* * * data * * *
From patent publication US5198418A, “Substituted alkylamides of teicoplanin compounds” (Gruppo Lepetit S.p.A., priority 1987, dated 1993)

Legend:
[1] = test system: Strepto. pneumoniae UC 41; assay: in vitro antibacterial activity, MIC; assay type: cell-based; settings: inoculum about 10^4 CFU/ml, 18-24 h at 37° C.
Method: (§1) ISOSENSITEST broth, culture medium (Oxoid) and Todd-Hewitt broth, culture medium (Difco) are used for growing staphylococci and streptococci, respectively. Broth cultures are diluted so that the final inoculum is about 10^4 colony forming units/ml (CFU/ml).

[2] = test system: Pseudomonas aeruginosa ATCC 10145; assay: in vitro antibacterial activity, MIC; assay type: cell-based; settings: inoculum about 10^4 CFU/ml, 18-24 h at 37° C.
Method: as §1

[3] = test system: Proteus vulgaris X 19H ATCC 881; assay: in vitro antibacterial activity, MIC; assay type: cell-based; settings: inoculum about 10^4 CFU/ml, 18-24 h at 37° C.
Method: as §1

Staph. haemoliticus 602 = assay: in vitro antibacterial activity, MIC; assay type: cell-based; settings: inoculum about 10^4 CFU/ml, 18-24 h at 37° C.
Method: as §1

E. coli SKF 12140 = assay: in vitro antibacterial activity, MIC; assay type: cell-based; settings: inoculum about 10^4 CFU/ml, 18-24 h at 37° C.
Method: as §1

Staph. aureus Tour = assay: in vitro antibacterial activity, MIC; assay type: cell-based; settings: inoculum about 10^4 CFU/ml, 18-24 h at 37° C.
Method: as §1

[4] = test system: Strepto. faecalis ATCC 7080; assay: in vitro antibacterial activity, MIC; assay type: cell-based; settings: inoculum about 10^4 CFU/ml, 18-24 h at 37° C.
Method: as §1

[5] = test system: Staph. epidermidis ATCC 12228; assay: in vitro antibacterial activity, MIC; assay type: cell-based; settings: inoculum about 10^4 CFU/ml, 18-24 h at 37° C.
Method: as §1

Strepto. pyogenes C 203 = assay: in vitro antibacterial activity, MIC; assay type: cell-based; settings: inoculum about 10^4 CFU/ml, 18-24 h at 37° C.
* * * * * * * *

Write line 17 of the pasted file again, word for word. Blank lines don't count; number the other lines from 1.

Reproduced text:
[5] = test system: Staph. epidermidis ATCC 12228; assay: in vitro antibacterial activity, MIC; assay type: cell-based; settings: inoculum about 10^4 CFU/ml, 18-24 h at 37° C.